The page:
B.C. Liberal MLA John Rustad included Kitimat on his week long tour in the area, which included stops in Prince Rupert and Terrace, among other communities.
Rustad, the government’s Aboriginal Relations and Reconciliation minister, was meeting with local government leaders, including the Haisla Nation Council and Kitimat Council to discuss the opportunities in the region.
Rustad said building relationships is the big role for him, when he spoke to the Sentinel on Friday.
“We’re out trying to continue and further the relationships that we have,” he said, saying he wants to understand the interests of area First Nations and how the government can work with that.
Talking about training and jobs opportunities in relation to proposed liquefied natural gas projects is on the agenda of his discussions, he said.
“I look at the projects coming forward as a sort of symbiotic relationship, we need to work hand-in-hand, we need to work in partnership,” he said. “When you look at the potential across here, there’s an enormous opportunity for British Columbia, we want to make sure there’s the shared prosperity for aboriginal and non-aboriginal alike.”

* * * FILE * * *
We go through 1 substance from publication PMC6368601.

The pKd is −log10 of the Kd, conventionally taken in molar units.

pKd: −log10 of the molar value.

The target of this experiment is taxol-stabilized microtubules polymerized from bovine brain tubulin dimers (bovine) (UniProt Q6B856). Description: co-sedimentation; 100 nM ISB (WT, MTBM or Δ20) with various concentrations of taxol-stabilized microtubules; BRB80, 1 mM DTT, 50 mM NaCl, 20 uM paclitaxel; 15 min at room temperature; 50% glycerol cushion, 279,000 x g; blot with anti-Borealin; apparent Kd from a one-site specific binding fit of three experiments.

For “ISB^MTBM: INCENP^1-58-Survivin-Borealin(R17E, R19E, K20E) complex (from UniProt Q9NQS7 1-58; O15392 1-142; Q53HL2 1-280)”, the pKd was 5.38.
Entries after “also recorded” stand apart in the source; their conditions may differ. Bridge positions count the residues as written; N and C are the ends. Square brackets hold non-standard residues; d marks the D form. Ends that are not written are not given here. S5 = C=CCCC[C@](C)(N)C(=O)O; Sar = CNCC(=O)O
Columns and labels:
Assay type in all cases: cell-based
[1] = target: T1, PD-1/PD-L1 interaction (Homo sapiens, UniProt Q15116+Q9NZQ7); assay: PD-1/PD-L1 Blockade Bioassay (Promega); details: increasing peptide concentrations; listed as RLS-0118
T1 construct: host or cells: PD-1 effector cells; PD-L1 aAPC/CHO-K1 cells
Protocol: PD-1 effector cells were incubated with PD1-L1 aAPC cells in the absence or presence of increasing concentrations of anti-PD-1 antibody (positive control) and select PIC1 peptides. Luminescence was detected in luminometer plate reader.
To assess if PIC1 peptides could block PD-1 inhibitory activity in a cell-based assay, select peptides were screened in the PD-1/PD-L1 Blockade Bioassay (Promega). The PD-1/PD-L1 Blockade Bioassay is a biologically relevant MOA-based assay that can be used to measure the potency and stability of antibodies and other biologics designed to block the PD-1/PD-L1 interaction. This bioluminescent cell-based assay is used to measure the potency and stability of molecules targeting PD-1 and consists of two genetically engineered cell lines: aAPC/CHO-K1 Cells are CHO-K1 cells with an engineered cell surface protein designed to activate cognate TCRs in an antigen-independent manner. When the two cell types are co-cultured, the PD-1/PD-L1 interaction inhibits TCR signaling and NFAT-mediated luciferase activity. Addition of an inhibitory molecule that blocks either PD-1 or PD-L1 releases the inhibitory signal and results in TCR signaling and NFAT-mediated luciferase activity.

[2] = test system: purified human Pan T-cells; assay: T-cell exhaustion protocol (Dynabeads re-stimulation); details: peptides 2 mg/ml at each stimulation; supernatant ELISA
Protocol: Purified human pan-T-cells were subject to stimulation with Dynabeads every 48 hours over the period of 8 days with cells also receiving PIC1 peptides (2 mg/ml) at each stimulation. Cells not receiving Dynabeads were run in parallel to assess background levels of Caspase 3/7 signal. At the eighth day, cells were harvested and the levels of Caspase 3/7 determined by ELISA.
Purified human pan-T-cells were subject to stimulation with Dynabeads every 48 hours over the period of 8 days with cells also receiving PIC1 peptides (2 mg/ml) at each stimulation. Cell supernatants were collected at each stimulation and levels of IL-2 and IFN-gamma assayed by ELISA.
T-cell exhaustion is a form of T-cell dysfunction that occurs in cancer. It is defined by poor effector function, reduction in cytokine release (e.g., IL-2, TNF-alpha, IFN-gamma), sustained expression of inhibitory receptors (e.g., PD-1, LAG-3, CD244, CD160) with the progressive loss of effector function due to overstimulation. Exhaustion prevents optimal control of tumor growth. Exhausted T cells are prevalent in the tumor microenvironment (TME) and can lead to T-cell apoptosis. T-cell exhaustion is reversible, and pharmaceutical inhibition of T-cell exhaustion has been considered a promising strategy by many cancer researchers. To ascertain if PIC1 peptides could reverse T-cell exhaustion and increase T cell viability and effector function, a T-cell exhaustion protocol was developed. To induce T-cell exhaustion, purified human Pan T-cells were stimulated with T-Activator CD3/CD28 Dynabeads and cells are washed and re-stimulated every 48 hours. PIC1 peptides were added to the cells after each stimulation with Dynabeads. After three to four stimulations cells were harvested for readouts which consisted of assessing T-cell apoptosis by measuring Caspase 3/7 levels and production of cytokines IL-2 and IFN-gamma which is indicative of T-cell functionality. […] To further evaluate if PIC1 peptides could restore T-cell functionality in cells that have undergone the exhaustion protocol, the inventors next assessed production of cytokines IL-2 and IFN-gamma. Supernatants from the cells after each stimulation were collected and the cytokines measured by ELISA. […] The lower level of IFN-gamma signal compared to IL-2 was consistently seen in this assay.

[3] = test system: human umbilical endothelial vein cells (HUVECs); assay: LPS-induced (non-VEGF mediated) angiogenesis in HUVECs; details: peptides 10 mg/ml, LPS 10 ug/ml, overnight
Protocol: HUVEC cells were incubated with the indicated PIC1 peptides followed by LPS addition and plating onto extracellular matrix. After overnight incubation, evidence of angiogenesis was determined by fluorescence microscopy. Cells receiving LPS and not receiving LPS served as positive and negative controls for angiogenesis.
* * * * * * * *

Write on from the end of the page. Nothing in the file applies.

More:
Rustad added that there have to be opportunities to build partnerships if there’s to be such big developments.
On the subject of treaties, which Haisla Nation Council Chief Councillor Ellis Ross said haven’t been effective for his community, Rustad said his ministry is engaged in both treaty and non-treaty arrangements throughout the province, but didn’t single out any particular discussion happening with the Haisla.
“There’s a host of agreements we try to put in place that give us the ability to work government to government,” he said.
Rustad said his tour is part of an ongoing process, and he’ll hold similar tours in other parts of B.C., and that LNG is the headlining issue.
“LNG obviously is that enormous opportunity we want to see advanced and I think what I’ve heard from First Nations throughout the area is they’re very interested in it, they’re very keen on what that could bring, and those opportunities,” he said.
In a government media release, using the launch of the BC Jobs Plan as a starting point, they say the province has reached 19 non-treaty agreements since 2011, and they have committed to reaching 10 more in the next two years.